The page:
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Lewis & Clark's Columbia River - "200 Years Later"
"Spruce Cut-up Mill, Vancouver, Washington"
Includes ... Spruce Cut-up Mill ... Pearson Field ...
Image, 2017, Vancouver, Washington, click to enlarge
Click image to enlarge
Spruce Mill Model (1/87), Pearson Air Museum, Vancouver, Washington. Image taken April 8, 2017.


Spruce Cut-Up Mill ...
In 1917 when the United States entered World War I the Vancouver Barrack's polo field became the location of a Spruce Cut-Up Mill. Here sitka spruce was made into aviation-grade lumber for U.S. and European war planes. When the war was over and the lumber no longer needed, the Spruce Mill was demoloshed and the field once again became an air field.

Information Sign ...
From Corporate Farm to Army Saw Mill

"These plains east of the Hudson's Bay Company (HBC) stocade have seen many uses over time. During the early to mid-19th century they contained HBC agricultural fields and pastures. Then in 1856 the U.S. Army established an ordnance reserve on a portion of the plain, although American settlers provided constant annoyance by challenging claims to the land.

Standing in this spot in 1918, one would have been inside the huge, circular, concrete waste burner of the U.S. Army Spruce Production Division's Vancouver Spruce Mill. The mill covered 50 acres of the plain south of today's East Fifth St., including the remains of the HBC's stockade. The Spruce Mill was built to meet the World War I Allied forces' need for millions of board feet of lumber for airplane components.

Today, a portion of the plain has returned to a natural state, but the Spruce Mill's legacy of flight still resonates at nearby Pearson Field."


Source:    Fort Vancouver National Park Service Information Sign, visited April 2017.


Image, 2017, Vancouver Spruce Mill, click to enlarge
Click image to enlarge
Spruce Mill information sign, Fort Vancouver, Washington. Image taken April 21, 2017.

"View of the Vancouver Spruce Mill looking east. The circular waste burner is at left center. During World War I the mill site was covered with a sea of white tents, which served as housing for the more than three thousand soldiers assigned to produce a spruce airplane components. Signal Corps photo, courtesy of National Archives and Records Administration."
Image, 2017, Vancouver Spruce Mill, click to enlarge
Click image to enlarge
Detail, Spruce Mill information sign, Fort Vancouver, Washington. Image taken April 21, 2017.
Image, 2017, View east from Fort Vancouver, click to enlarge
Click image to enlarge
Spruce Mill location, view looking east from Fort Vancouver, Vancouver, Washington. Image taken April 21, 2017.

View from the location of the Spruce Mill's sawdust burner.


Spruce Cut-Up Mill, etc.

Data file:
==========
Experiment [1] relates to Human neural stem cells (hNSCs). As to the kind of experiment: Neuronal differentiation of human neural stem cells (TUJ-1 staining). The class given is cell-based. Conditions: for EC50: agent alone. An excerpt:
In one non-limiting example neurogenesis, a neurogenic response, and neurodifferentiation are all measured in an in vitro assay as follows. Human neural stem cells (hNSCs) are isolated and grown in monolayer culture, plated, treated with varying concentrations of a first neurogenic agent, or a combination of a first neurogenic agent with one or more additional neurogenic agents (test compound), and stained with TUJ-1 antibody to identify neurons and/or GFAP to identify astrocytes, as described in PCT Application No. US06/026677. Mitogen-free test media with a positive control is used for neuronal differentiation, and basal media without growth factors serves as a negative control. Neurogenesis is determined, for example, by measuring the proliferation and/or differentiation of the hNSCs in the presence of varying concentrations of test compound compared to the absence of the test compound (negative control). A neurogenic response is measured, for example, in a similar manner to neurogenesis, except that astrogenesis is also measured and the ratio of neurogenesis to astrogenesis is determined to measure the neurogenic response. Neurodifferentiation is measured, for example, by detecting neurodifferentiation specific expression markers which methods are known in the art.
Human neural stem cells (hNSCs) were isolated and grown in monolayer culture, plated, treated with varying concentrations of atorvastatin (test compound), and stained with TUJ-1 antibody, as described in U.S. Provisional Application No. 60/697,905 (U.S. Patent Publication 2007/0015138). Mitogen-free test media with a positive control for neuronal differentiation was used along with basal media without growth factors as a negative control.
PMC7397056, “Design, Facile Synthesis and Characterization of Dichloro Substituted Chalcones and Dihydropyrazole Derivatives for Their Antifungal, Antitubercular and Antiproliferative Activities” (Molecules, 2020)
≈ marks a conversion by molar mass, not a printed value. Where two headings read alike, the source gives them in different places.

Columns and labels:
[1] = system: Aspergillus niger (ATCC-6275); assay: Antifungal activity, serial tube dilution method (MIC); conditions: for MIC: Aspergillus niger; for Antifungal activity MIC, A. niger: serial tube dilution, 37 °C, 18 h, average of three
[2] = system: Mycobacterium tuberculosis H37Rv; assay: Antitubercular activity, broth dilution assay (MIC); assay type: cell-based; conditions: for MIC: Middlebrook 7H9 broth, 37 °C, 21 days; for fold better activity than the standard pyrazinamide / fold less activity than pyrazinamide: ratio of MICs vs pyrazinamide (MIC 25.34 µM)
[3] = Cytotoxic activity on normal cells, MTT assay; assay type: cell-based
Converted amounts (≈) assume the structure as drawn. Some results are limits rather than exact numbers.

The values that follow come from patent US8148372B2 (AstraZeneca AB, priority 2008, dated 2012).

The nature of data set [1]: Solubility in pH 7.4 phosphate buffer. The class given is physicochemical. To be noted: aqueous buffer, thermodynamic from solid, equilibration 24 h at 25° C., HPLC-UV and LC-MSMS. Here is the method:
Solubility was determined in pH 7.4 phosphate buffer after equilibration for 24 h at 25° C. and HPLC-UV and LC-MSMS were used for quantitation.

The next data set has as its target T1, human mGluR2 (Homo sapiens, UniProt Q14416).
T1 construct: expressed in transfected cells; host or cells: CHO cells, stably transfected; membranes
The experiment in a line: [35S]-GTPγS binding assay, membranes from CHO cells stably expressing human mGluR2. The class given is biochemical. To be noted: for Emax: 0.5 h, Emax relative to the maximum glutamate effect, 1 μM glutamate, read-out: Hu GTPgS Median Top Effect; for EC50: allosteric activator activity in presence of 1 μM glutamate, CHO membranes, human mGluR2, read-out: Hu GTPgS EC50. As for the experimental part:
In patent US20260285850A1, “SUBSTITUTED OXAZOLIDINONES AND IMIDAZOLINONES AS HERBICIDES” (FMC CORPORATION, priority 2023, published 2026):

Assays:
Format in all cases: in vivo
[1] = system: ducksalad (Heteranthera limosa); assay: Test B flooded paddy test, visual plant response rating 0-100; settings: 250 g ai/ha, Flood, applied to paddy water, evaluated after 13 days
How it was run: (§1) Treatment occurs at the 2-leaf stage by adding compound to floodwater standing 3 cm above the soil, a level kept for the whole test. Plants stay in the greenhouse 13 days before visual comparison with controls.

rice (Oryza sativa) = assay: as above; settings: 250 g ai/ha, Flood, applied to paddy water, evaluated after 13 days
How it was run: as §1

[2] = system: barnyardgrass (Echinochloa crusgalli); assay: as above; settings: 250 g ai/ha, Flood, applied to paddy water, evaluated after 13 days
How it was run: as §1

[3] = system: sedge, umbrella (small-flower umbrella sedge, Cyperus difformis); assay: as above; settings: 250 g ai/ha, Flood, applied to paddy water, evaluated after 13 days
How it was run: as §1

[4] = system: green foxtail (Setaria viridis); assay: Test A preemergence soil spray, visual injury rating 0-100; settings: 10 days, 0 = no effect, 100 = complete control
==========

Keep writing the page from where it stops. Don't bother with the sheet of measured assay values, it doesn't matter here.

• Information ...
  • 1/87 Scale Model ...
  • Sawdust Burner ...
  • Tent City ...


Information ...
The United States Demonstrates the Strength of the Allied Powers:

"During World War I, the Army Signal Corps built and operated a very large saw mill on this site. The mill produced sitka spruce lumber to manufacture military aircraft. Although the military had cooperated with private industry before the Spruce Production Division (SPD) was formed, the SPD was an ambitious effort to use U.S. industrial technology to manufacture a strategic material. To meet the wartime production goal of 100 million board feet of sitka spruce lumber, the Army planned to build two saw mills in Washington and one in Oregon. It built thirteen separate railroads, commandeered hundreds of acres of spruce timber land, and assigned over 30,000 regular Army troops to duty in the logging camps and lumber mills of the Pacific Northwest. ...

The huge Vancouver Spruce Mill was the centerpiece of spruce lumber manufacturing in the Northwest. Work on the Vancouver mill began on December 14, 1917, and the mill was operating by February 7, 1918. The last full month of production was October, 1918. By then, the Vancouver mill was cutting and shipping one million board feet of spruce each working day. ...

Where Did the Spruce Come From?

To supply the Vancouver mill with as much as one million board feet of spruce every working day, the Spruce Production Division tapped a network of spruce-producing forests and mills on the coast of Oregon and Washington. ... The Army helped the industry meet the new demand for spruce by building thirteen logging railroads to get the logs out of the woods and to the mills. After the mill at Vancouver was up and running, the SPD built additional mills for spruce board production at Toledo, Oregon, and Port Angeles, Washington.